heavy rains and can lead to severe ecosystem impacts, including oxygen depletion and loss of habitat.
These blooms were from Bigelow Harbor, Maine (left) and the Chesapeake Bay (right). The comparative
approach of GEOHAB will lead to better understanding of the physical, chemical, and biological factors
that regulate these and other types of blooms. Photos by M. Keller of Bigelow Lab and P. Glibert.
GEOHAB is, and will continue to be, an evolving network of scientific activities, with programme
growth dependent on national and international research priorities, investigator interest,
methodological capabilities, availability of funding, and other resources for the successful
accomplishment of GEOHAB’s goals. The implementation strategy of GEOHAB provides enough
structure for programme coherence among diverse investigators and projects, but is not intended to
be prescriptive or subject to unreasonable restriction on participation. Rather, the Implementation
Plan is designed to be sufficiently flexible to allow for the development and introduction of new
Core Research Projects, Targeted Studies, Regional/National Projects, and Framework Activities
throughout the decadal life-span of the programme. To provide guidance to the research community,
the GEOHAB SSC has proposed a number of Core Research Projects to which it will devote special
attention during the critical initial stages of programme development. Other activities will be phased
in, with the help of the GEOHAB IPO and subject to the establishment of proposals submitted by
the research community. Proposals and innovative ideas for all aspects of GEOHAB participation
will be welcome throughout the duration of the programme.
Core Research Projects
Proposals for Core Research Projects will be reviewed on a regular schedule to co-ordinate with
GEOHAB SSC meetings. The GEOHAB SSC will actively co-ordinate the Core Research Projects,
which emphasise field investigations in comparable systems from different regions, and promote
the exchange of technology, models, and data. Comparable ecosystems can be defined by their
bathymetry, hydrography, nutrient status, productivity, and/or trophic structure. Several Core Research
Projects have been identified and are in the process of being planned. Framework Activities to
launch these projects are underway. The four Core Research Projects described in this plan can be
supplemented by new Core Research Projects during the life of GEOHAB, depending on the interests
of the global scientific community.
Scientific Approaches
Core Research Projects share similar scientific challenges. The development of common research
methodology will be critical to their success. The types of scientific approaches that should be
considered for incorporation into any GEOHAB Core Research Project involve:
Comparison — The comparative approach is essential for major field studies proposed in Core
Research Projects, to allow comparisons of how HAB species assemblages and population dynamics
are similar or different in similar ecosystems in different areas of the world. The extent to which
HAB species respond in a similar way in systems that share similar characteristics will assist in
defining the oceanographic processes that influence their population dynamics and community
interactions. Understanding the response of harmful algae to environmental perturbations will assist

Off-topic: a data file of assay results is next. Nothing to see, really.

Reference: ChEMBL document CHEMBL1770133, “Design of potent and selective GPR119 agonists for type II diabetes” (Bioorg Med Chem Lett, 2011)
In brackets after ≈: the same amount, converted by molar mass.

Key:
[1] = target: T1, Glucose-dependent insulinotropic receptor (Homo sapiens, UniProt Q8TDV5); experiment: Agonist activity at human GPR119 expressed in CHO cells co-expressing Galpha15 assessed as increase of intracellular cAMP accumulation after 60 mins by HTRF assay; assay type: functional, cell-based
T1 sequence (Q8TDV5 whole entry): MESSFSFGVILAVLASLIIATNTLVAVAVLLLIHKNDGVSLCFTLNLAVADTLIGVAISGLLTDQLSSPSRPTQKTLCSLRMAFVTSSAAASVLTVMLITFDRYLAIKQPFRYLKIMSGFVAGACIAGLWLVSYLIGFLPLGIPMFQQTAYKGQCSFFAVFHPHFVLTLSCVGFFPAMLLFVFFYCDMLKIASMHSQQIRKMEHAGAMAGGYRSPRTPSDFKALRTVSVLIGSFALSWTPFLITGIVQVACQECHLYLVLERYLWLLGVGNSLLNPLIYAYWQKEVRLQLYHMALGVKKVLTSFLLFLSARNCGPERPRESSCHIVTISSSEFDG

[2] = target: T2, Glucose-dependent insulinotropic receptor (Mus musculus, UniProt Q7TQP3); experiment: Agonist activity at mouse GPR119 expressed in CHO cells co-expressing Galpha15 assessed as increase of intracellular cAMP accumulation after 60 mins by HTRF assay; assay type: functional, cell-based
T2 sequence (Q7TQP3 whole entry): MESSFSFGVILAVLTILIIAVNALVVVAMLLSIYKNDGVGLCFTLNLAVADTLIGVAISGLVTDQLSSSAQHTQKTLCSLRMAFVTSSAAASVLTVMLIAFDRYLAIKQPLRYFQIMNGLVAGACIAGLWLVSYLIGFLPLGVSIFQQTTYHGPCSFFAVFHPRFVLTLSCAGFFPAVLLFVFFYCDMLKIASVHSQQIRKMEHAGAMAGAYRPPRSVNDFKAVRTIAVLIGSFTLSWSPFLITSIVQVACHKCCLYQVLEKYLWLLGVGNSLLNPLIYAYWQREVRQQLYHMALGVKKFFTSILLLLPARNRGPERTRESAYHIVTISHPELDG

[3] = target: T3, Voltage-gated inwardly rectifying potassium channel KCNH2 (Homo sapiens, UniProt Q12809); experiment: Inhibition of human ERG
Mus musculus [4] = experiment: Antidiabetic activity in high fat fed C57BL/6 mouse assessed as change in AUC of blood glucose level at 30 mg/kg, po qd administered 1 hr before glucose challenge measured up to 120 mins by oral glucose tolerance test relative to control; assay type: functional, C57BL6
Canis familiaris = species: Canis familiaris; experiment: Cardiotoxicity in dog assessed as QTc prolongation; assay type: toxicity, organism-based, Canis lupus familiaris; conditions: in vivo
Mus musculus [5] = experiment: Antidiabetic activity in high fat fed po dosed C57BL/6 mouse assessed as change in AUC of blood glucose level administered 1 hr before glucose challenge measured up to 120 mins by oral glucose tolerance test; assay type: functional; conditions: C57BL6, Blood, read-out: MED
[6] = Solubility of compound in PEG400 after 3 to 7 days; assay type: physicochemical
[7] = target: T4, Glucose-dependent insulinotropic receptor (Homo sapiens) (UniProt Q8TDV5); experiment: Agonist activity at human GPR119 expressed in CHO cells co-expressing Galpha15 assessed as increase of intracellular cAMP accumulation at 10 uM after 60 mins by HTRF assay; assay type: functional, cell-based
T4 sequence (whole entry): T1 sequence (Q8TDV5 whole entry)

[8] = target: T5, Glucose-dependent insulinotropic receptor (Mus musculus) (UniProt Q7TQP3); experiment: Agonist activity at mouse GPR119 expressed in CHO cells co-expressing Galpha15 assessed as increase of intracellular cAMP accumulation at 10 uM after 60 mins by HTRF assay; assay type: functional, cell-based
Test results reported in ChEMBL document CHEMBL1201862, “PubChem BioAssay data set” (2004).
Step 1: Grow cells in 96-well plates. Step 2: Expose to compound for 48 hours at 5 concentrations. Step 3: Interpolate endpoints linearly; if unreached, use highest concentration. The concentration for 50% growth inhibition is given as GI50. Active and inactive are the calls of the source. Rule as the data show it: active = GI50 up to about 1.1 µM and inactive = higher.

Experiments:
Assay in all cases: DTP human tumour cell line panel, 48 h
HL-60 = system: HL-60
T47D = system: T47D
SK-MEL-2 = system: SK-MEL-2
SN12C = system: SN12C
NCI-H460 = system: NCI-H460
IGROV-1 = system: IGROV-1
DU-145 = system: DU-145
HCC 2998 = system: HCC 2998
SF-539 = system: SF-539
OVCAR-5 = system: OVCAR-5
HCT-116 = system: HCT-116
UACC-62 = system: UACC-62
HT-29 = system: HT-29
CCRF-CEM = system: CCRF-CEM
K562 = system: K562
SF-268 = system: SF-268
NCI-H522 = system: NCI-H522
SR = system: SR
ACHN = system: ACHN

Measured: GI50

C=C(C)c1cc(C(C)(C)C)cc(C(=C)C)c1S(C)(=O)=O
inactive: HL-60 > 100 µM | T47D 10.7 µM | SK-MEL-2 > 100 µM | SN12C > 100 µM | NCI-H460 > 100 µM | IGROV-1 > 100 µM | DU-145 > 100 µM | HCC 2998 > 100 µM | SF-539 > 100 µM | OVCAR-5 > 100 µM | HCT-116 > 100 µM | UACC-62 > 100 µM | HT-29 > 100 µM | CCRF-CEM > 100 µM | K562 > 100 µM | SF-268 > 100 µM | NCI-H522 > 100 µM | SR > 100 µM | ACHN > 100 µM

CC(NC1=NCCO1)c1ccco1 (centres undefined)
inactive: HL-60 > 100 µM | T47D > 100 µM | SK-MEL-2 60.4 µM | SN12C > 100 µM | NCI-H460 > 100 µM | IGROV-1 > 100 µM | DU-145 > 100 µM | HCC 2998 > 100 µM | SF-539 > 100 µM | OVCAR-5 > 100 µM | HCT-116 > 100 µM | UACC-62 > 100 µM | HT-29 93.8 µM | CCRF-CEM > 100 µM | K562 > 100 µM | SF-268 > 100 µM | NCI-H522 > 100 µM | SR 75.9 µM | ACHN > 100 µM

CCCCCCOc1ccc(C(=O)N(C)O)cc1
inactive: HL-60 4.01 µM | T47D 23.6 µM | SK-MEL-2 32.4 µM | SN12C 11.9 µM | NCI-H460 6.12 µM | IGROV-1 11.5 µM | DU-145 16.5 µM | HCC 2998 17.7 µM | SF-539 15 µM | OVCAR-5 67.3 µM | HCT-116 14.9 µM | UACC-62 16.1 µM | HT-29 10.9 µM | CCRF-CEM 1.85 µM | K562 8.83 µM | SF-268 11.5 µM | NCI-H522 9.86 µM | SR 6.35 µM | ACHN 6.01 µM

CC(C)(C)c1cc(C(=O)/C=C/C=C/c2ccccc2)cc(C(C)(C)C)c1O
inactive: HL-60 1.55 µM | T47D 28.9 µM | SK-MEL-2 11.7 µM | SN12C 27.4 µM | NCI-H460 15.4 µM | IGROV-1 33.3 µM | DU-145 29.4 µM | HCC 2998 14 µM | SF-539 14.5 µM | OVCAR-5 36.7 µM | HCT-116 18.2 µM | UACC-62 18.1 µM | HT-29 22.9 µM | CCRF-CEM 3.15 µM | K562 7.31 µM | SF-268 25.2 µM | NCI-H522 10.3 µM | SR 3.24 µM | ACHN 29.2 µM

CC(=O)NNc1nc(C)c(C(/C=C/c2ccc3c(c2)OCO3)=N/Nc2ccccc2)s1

in prediction, and identification of divergences from predicted responses will also be informative.
Sharing of expertise and resources, the formulation of common research objectives, and the
implementation of similar research activities and field investigations based on common methods at
each of the designated Core Research Project sites within a given ecosystem type will facilitate
these comparisons.
Causative Organisms — Identification of the causative organisms of HAB events is necessary for
investigations of comparative ecosystems within which such events occur. Yet identification of
species is often a difficult task in routine analysis. Many harmful species resemble benign or closely
related harmful taxa and distinctive morphological characters are not always evident. The problem
of uncertain and time-consuming identification of HAB species in field studies can be addressed by
cross-disciplinary investigations that utilise a spectrum of existing and new techniques to characterise
taxa, and to distinguish among species, strains of single species, and toxic and non-toxic forms. A
variety of identification approaches may be applied, and application of new probe technologies is
encouraged. These new methods should be actively pursued, but traditional systematic or
morphological investigations using standard microscopy or biochemistry also should be supported
in the identification of harmful species in the field.
Parameterisation — Parameterisation of population rate processes can be facilitated by molecular
and biochemical techniques developed to assess growth rate and a suite of physiological processes
within cells, such as nutrient uptake, nitrogen fixation or nutrient limitation, and photosynthetic
activity. In the context of HABs, the objective of these studies would be to develop analytical methods
and diagnostic indicators that can be applied to specific species in the field. Full-cycle life history
transformations and behavioural characteristics should also be followed in field studies to elucidate
the factors that regulate these transitions and adaptations. Although recent technological advances
are encouraging, there is a clear need for an early development and calibration of methods to be
used in GEOHAB’s comparative studies. The ultimate goal is to apply these techniques in comparative
ecological studies, ideally with simple and rapid measurements that are specific for the processes
and organisms of interest. The GEOHAB SSC will form a Subcommittee on Parameters and Methods